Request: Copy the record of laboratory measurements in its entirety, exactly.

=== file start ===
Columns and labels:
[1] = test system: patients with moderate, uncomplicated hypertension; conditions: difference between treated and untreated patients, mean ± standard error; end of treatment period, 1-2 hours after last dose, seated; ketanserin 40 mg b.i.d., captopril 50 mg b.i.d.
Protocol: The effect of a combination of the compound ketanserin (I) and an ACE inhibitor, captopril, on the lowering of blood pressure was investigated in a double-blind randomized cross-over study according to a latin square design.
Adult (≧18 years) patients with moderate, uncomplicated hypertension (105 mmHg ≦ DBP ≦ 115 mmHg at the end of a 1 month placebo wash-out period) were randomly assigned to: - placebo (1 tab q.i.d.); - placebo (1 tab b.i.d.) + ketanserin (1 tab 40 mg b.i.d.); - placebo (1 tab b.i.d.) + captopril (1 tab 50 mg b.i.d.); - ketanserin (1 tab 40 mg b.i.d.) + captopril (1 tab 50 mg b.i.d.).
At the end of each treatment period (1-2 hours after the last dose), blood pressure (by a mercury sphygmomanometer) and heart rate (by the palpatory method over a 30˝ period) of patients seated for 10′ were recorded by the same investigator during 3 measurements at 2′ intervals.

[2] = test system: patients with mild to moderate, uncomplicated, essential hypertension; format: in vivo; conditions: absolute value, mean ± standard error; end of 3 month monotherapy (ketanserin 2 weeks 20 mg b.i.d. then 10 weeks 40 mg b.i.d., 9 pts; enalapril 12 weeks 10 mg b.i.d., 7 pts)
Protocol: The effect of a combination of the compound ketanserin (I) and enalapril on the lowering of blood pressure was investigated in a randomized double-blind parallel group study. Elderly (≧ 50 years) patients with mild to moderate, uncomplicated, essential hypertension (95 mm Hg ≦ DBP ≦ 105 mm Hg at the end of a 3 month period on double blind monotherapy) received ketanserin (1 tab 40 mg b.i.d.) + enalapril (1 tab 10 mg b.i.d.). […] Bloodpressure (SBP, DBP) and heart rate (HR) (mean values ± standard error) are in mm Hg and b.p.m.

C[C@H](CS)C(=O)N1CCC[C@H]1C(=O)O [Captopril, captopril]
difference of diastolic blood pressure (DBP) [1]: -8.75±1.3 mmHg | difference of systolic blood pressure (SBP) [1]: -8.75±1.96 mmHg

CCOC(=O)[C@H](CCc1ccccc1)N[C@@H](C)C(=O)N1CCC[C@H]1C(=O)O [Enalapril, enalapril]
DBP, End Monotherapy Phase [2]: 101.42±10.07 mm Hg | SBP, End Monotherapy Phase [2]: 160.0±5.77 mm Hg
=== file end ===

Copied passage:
Columns and labels:
[1] = test system: patients with moderate, uncomplicated hypertension; conditions: difference between treated and untreated patients, mean ± standard error; end of treatment period, 1-2 hours after last dose, seated; ketanserin 40 mg b.i.d., captopril 50 mg b.i.d.
Protocol: The effect of a combination of the compound ketanserin (I) and an ACE inhibitor, captopril, on the lowering of blood pressure was investigated in a double-blind randomized cross-over study according to a latin square design.
Adult (≧18 years) patients with moderate, uncomplicated hypertension (105 mmHg ≦ DBP ≦ 115 mmHg at the end of a 1 month placebo wash-out period) were randomly assigned to: - placebo (1 tab q.i.d.); - placebo (1 tab b.i.d.) + ketanserin (1 tab 40 mg b.i.d.); - placebo (1 tab b.i.d.) + captopril (1 tab 50 mg b.i.d.); - ketanserin (1 tab 40 mg b.i.d.) + captopril (1 tab 50 mg b.i.d.).
At the end of each treatment period (1-2 hours after the last dose), blood pressure (by a mercury sphygmomanometer) and heart rate (by the palpatory method over a 30˝ period) of patients seated for 10′ were recorded by the same investigator during 3 measurements at 2′ intervals.

[2] = test system: patients with mild to moderate, uncomplicated, essential hypertension; format: in vivo; conditions: absolute value, mean ± standard error; end of 3 month monotherapy (ketanserin 2 weeks 20 mg b.i.d. then 10 weeks 40 mg b.i.d., 9 pts; enalapril 12 weeks 10 mg b.i.d., 7 pts)
Protocol: The effect of a combination of the compound ketanserin (I) and enalapril on the lowering of blood pressure was investigated in a randomized double-blind parallel group study. Elderly (≧ 50 years) patients with mild to moderate, uncomplicated, essential hypertension (95 mm Hg ≦ DBP ≦ 105 mm Hg at the end of a 3 month period on double blind monotherapy) received ketanserin (1 tab 40 mg b.i.d.) + enalapril (1 tab 10 mg b.i.d.). […] Bloodpressure (SBP, DBP) and heart rate (HR) (mean values ± standard error) are in mm Hg and b.p.m.

C[C@H](CS)C(=O)N1CCC[C@H]1C(=O)O [Captopril, captopril]
difference of diastolic blood pressure (DBP) [1]: -8.75±1.3 mmHg | difference of systolic blood pressure (SBP) [1]: -8.75±1.96 mmHg

CCOC(=O)[C@H](CCc1ccccc1)N[C@@H](C)C(=O)N1CCC[C@H]1C(=O)O [Enalapril, enalapril]
DBP, End Monotherapy Phase [2]: 101.42±10.07 mm Hg | SBP, End Monotherapy Phase [2]: 160.0±5.77 mm Hg